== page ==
WANA translation? Ditto.
Warren Buffett feels that diversification is not necessarily the best approach. Can a person intimately know 50 stocks?
In my book, I teach how to have a presence on all 3 major platforms plus a blog. There are all kinds of other valuable social media sites, but like Buffett, I feel, “How well can a person know how to use 10 social media sites?” There are gadget people, and I certainly envy them. They not only know every in and out of Facebook and Twitter, but they can tell you every detail about Squidoo, Technorati, Digg It, Goodreads, and on and on. Go to their web site and there are so many badges in the sidebar it looks like the sash of an Eagle Scout. Yet, my concern for us mere mortals is…how well can one person know all of these sites?
Most of us struggle to balance family, a day job and our second job…writing. Now we understand that we must market and build a platform. So, let’s say that is a third part-time job. How many of you have time to become a social media specialist too? I say if you love social media and are good at it, go for it! But for most of us, less is more.
There is no need to feel bad if you aren’t a member of every social media site out there. Pick good investments and go deep. Buffett’s firm dominated Coca Cola because it was a solid company that likely would be around for a while. Facebook is a good investment. Some of the smaller newer sites? They might take over, but then we run the risk of becoming social media day-traders—shifting our investment from site to site hoping for a big pay-off.
Buffett teaches us that frills aren’t a requirement for success. He is the richest man in the world and yet he has never used a computer and has no calculator or stock ticker in his office. There are people on Wall Street who watch and wait and buy and sell and make millions in a minute. Likewise, I am sure there are all kinds of methods guaranteed to gain one a bazillion followers right away.
WANA is not that method. It is absolutely frill-less.
Buffett Rule #3
Money isn’t the only thing that motivates people. Never underestimate the power of praise.
WANA Translation? Free e-books are not as valuable as your praise and your service.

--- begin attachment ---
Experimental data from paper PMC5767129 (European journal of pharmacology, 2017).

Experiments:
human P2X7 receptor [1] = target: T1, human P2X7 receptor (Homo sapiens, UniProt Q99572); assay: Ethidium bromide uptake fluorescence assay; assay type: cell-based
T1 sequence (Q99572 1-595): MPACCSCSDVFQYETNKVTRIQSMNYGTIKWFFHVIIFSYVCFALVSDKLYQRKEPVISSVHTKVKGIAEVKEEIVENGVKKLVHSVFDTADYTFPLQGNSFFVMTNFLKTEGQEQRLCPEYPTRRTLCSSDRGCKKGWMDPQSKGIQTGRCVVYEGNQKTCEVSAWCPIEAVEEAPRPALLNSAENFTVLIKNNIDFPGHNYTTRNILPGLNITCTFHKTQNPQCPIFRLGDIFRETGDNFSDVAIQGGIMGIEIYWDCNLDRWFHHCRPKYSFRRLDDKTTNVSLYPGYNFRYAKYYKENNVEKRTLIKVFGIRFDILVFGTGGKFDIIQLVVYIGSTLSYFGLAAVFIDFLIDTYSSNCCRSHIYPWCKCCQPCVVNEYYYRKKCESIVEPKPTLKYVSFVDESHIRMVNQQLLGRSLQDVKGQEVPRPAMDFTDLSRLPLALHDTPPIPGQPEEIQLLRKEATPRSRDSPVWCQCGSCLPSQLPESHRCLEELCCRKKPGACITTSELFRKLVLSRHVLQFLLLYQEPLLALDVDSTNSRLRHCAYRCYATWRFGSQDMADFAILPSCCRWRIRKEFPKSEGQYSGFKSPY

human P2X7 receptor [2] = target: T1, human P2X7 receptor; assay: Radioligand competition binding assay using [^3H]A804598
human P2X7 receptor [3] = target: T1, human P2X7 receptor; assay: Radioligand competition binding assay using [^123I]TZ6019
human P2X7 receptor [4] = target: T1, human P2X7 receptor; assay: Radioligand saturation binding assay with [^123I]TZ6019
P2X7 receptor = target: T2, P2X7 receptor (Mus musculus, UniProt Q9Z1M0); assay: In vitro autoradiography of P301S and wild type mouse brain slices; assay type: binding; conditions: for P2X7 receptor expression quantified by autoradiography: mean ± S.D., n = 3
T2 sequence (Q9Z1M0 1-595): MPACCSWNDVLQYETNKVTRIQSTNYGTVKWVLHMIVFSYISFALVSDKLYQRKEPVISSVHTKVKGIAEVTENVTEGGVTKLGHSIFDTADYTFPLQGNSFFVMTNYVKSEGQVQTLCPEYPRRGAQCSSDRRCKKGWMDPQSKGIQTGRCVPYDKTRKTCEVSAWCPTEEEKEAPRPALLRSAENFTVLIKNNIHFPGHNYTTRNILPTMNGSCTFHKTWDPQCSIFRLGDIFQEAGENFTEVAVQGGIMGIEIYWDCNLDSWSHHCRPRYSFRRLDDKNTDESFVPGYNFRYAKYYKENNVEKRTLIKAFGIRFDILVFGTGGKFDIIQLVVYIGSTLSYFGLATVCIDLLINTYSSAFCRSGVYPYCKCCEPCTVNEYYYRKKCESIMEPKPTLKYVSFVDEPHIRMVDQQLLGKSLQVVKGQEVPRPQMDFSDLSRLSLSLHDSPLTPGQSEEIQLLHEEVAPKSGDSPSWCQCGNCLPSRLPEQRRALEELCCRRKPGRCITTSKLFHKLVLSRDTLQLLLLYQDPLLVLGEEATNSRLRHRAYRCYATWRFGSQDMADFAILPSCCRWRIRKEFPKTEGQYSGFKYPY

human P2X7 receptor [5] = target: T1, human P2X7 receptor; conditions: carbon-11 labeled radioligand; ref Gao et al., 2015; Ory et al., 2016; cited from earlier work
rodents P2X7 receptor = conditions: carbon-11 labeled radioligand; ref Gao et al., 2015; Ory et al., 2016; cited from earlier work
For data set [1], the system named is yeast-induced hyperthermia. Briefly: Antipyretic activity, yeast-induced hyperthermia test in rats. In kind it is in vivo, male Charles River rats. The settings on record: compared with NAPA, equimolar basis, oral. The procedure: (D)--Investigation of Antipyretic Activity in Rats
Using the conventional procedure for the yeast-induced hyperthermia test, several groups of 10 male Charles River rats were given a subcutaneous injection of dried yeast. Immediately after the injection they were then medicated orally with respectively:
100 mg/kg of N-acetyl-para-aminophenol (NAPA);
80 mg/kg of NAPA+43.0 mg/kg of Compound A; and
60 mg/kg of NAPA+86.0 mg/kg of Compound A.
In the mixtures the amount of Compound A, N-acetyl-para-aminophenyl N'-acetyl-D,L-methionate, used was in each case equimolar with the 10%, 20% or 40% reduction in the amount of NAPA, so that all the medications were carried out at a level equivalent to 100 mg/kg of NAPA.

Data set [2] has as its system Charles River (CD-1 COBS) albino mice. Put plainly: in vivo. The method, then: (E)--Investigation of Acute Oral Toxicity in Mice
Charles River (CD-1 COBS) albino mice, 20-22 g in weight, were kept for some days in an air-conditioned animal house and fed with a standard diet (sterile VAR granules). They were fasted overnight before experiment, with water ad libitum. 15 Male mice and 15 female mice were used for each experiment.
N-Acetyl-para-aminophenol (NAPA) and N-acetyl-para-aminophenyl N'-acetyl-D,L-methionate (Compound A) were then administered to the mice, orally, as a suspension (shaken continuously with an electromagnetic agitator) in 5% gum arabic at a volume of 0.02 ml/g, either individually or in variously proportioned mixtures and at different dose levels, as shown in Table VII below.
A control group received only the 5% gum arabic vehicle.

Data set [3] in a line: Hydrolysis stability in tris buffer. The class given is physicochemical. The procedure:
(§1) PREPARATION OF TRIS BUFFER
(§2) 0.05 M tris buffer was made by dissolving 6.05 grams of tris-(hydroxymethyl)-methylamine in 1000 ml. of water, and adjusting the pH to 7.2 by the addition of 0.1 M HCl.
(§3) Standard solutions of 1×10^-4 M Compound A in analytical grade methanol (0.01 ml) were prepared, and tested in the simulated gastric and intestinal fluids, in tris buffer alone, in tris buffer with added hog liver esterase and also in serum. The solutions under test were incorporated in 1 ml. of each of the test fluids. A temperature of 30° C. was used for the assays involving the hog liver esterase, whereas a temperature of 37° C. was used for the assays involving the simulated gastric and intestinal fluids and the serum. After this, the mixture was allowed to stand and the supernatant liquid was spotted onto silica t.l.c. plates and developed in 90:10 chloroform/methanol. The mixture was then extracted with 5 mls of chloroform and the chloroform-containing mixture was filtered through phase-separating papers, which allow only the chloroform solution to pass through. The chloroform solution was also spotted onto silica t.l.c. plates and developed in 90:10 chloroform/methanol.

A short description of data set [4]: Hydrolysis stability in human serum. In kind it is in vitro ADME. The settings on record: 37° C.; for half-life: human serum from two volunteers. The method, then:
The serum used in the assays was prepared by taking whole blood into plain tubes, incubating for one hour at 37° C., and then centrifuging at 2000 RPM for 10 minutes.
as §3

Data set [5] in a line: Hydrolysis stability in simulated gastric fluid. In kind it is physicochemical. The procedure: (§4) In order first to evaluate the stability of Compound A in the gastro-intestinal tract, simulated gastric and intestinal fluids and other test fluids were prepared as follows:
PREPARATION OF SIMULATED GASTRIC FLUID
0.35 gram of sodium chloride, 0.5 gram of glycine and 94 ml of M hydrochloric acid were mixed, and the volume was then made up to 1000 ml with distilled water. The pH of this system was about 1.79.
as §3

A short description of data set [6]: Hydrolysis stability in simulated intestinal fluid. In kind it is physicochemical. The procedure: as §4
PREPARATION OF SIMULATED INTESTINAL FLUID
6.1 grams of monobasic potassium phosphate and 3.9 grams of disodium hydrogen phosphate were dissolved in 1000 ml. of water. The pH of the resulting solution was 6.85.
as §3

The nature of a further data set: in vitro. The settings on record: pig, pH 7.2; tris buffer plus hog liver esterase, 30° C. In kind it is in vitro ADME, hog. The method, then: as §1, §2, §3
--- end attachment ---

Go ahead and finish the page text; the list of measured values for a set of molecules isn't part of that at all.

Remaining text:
Buffett’s approach to people is a huge part of why he is the richest man in the world. Buffett uses first names, is genuinely interested in others, and appreciates that people need to feel valued. He understands that other people are a huge part of his success, so he always treats them with kindness and goes out of his way to make them feel special. Buffett has been known to buy businesses for far less than others offered simply because the sellers liked him.
Social media is, above all else, social. WANA is founded on the same Carnegie principles that made Buffett a billionaire. Serve others. Never have a hidden agenda. Want to get what you want? Help enough other people get what they want. Be genuinely interested in people, and do all you can to serve them.
Building a social media platform doesn’t need to be terrifying or tough. Success has three simple ingredients. Learn to be investors. Understand that sometimes less is more. Serve others.
Until next time…
Ah, but first a little shameless self-promo. Writers! It is never too soon to begin building your platform. Some agencies now will not sign any writer who does not have a solid social media platform. That trend is sweeping publishing. Time to get prepared the right way.
Plan for success. If you don’t have a slick team of NY marketing people at your disposal, my book is perfect!
We Are Not Alone–The Writer’s Guide to Social Media is designed to be fun and effective. I am here to change your habits, not your personality. My method will help you grow your network in a way that will translate into sales. And the coolest part? My approach leaves time to write more books. Build a platform guaranteed to impress an agent. How do I know this? My book is recommended by agents.
You don’t have all day to market. You have best-selling books to write! So pick up a copy today.
Okay…now to those great people who take time to make our writing better.
Need a great workshop?
Best-Selling Author Candace Havens’s on-line workshop teaches everything from plotting to editing. She also brings some of the industry’s best and brightest to make you guys the best writers you can be. I will be teaching about social media the first week of October beginning 10/4.
NY Times Best-Selling Author Bob Mayer also has a great blog and a must-read for all writers serious about their future in publishing called Write It Forward.
Other great blogs?
Want to Break into the Business? It’s Up to You by Phil Cooke
One of my all time favorites for ALL writers– A Letter from David Mamet to the Writers of The Unit. GREAT advice!
Need a source of great writing and social media advice? Subscribe to Author Jody Hedlund’s blog and you can’t go wrong.
Best of luck to all of you!